• NCVA is not required to give a copy of its Bylaws to a “customer” or to anyone else other than a Board member or a state or federal regulatory agency.”

This is the current practice of the NCVA.  All Board members receive the Bylaws once they become members of the Board of Directors.  Members of the NCVA, who are players, coaches, club directors, etc. are our customers.  This is state in our Bylaws.  It has been part of our Bylaws since their inception in 1994, and has not been changed.  The Bylaws have been written by our corporate attorney, approved by the State of California, and have been on file and approved by USA Volleyball- our National Governing Body by an act of the United States Congress.  Our Bylaws are currently being physically updated to reflect amendments that have been approved in previous years and once updated will be posted on the NCVA webpage.

By posting the Bylaws on our website, the NCVA has granted sufficient access to all of its customers and exceeded the requirements of the California Corporations Code 5160, thus eliminating the need to visit the NCVA office in person.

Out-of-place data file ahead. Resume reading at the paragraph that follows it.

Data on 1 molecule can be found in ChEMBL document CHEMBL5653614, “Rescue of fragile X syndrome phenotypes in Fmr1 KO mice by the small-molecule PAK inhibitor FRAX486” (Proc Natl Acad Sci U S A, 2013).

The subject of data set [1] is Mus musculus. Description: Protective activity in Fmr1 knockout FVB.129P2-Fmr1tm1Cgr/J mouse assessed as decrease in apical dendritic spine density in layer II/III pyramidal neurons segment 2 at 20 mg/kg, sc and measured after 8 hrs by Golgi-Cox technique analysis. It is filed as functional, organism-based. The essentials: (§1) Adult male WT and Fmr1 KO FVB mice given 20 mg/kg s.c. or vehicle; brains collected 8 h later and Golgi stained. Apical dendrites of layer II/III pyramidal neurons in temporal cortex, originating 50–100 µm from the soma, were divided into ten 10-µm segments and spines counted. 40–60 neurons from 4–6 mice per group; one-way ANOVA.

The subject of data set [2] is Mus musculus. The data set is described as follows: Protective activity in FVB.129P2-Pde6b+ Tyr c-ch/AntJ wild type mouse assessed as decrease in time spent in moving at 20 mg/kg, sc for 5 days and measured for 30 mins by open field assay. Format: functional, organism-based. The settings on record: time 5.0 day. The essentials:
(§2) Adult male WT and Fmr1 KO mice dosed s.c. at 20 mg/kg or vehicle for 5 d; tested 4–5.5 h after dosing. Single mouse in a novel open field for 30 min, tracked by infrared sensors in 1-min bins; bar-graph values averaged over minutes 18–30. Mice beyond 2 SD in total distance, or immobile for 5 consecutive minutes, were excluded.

1. As you are well aware, the NCVA is in a very busy time of the season.  Because it would take a great deal of time to compile and copy seven years’ of 990 forms, we refer you to the fact that this information can be found on the Internet.  Your check has been returned in this mailing.  

  1. Your request to attend and address the NCVA Board of  Directors at the June 12, 2006 (the next scheduled NCVA Board meeting) has been approved and placed on the agenda (Exact time and details to follow).  The NCVA Board of Directors strongly encourages you, your group, and any other interested parents to continue to meet with the NCVA Commissioner, Donna Donaghy, to help improve the level and quality of communications with parents.  We believe your first meeting was very productive and offered some great suggestions that will begin to establish a direct line of communications between the NCVA and parents

  1. As advised by our corporate attorney: